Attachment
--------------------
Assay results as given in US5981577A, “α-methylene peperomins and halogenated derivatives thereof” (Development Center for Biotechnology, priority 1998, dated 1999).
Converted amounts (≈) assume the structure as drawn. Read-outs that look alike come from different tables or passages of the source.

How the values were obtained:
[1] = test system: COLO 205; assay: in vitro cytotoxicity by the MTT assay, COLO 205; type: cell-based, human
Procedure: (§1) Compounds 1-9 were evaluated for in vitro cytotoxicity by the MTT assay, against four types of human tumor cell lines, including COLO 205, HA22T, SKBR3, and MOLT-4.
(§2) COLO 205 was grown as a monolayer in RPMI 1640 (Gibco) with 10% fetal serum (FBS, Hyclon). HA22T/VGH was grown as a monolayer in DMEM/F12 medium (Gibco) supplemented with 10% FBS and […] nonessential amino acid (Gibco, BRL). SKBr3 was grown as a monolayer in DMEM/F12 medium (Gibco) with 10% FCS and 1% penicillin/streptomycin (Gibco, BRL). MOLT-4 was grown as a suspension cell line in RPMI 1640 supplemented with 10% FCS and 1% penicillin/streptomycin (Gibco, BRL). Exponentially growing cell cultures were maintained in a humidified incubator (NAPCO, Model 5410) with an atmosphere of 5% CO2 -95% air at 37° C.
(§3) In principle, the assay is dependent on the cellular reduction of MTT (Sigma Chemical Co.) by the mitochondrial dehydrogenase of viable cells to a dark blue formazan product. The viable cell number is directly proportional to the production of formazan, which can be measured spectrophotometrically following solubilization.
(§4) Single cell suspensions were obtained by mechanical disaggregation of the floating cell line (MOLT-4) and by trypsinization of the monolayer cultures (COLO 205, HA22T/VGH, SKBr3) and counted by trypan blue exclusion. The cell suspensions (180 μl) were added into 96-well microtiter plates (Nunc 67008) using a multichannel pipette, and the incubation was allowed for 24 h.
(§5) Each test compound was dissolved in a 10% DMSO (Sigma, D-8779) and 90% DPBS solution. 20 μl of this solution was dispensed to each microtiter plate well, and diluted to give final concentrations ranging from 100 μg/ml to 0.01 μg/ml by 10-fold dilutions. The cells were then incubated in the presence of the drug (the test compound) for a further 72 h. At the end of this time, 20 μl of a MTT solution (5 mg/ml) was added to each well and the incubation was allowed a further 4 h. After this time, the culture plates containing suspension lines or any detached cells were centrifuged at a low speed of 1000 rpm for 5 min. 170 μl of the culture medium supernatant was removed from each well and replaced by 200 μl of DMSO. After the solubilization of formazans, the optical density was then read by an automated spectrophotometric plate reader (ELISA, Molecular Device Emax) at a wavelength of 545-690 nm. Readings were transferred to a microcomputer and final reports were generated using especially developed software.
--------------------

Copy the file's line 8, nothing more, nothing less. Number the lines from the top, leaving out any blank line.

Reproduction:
(§4) Single cell suspensions were obtained by mechanical disaggregation of the floating cell line (MOLT-4) and by trypsinization of the monolayer cultures (COLO 205, HA22T/VGH, SKBr3) and counted by trypan blue exclusion. The cell suspensions (180 μl) were added into 96-well microtiter plates (Nunc 67008) using a multichannel pipette, and the incubation was allowed for 24 h.